Reverend John David Rose, 1940-2013

By on Monday, August 26, 2013

david_roseReverend Canon John Taylor, the Vicar of Prescot, has kindly given Prescot Online permission to publish the manuscript of his funeral address for the late Reverend David Rose.

David passed away in the early hours of Thursday 15 August 2013, at the age of 73. As well as a priest, he was the long-time proprietor of The Wool Shop, Eccleston Street.

Dozens of Prescotians have paid tribute in this Facebook thread.

Reverend David Rose

According to the New Testament, all Christian people are saint. The very fact we try to follow Christ and are in relationship with him means we are saints, even if we don’t feel very saintly.

But from its earliest days the Church has acknowledged that some people’s walk with God is closer than others’, and I would suggest that our dear friend the Reverend David Rose was one of those people. His walk with God was so close that it allowed the light of Christ’s love to shine through him.

As Derek has said [in the eulogy], David exemplified that great Christian virtue of humility. Humility is a virtue which in this age of celebrity is often disregarded or seen as weakness. David’s humility gave him great strength of character and generosity. He was a man of complete integrity, and when he set his mind to something, he was also a man of gentle determination. If he can hear what good things people are saying about him, I suspect he will be cringing with embarrassment.

Not pushing himself forward, he allowed others to grow in his presence. As someone wrote to me in an email, ‘David always made me feel better about myself.’ When it was my first Easter in the Parish, I asked David, ‘What do we normally do?’ And with a characteristic smile, he answered, ‘We will do whatever you want, Vicar.’ I can safely say that David was one of the people who taught me how to be Vicar of Prescot.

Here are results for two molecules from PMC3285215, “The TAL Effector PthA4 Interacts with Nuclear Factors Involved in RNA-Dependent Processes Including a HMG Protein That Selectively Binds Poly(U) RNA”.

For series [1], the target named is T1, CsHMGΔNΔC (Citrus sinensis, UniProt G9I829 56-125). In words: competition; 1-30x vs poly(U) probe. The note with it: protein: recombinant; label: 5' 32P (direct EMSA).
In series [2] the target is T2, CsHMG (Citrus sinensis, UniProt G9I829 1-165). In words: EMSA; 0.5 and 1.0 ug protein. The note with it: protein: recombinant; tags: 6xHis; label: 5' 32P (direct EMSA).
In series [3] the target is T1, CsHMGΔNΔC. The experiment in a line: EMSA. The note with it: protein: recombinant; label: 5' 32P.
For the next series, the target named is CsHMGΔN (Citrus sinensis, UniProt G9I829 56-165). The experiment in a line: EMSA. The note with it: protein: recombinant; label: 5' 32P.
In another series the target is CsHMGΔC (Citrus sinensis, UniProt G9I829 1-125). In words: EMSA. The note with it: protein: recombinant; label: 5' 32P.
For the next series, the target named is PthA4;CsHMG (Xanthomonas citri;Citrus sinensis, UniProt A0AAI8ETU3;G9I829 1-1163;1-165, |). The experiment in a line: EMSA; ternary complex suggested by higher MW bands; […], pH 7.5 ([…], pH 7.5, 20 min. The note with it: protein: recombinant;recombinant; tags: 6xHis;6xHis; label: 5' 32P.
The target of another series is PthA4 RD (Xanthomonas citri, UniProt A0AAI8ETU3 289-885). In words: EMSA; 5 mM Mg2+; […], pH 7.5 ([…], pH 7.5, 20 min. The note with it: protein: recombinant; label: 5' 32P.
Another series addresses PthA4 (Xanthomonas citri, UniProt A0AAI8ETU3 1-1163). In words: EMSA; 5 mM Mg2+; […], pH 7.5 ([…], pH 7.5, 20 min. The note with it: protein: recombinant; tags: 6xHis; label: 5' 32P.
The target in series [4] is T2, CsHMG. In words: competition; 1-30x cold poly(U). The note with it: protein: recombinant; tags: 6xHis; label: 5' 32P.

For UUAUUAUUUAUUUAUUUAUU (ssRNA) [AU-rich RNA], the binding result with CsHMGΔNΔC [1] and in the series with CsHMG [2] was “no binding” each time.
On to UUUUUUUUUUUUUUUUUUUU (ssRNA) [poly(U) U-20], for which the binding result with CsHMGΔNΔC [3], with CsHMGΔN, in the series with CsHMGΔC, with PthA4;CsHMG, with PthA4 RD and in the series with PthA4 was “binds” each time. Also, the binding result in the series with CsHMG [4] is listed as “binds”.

David’s character allowed him to be generous in his assessment of others. When people did foolish things or got things wrong, as far as David was concerned they were simply demonstrating their humanity.

Like the good Lord himself, David loved people. Working in the Wool Shop, he preferred being behind the counter dealing with customers, rather than upstairs doing the books. David was a people person and had great people skills.

He once told me that if he had his way, a part of clergy training would be to spend a year in retail, because it would help clergy handle their parishioners better.

Through his work in the shop, his service to our town and his ministry in the Church, David has touched the lives of many people. Here at Prescot Church he has been the Sunday School Superintendent, the Lay Reader and, of course, a faithful, loving and much-loved priest.

If we were able to break David in half like stick of rock, we would find there three Ls written through the centre: Love of God, Love of Family and Love of Prescot Parish and Town.

The post-communion prayer for All Saints Day says this: ‘God of holiness, your glory is proclaimed in every age: as we rejoice in the faith of your saints,
inspire us to follow their example with boldness and joy.’

The most fitting tribute we can pay to David is to follow his good example with boldness and joy; to be faithful in our service, to be generous in our dealings with each other and to allow love to shine through our lives.

David was a loving, Christian gentleman of great and unshakable faith; and as I once heard him say at a funeral, I commend that faith to you all.

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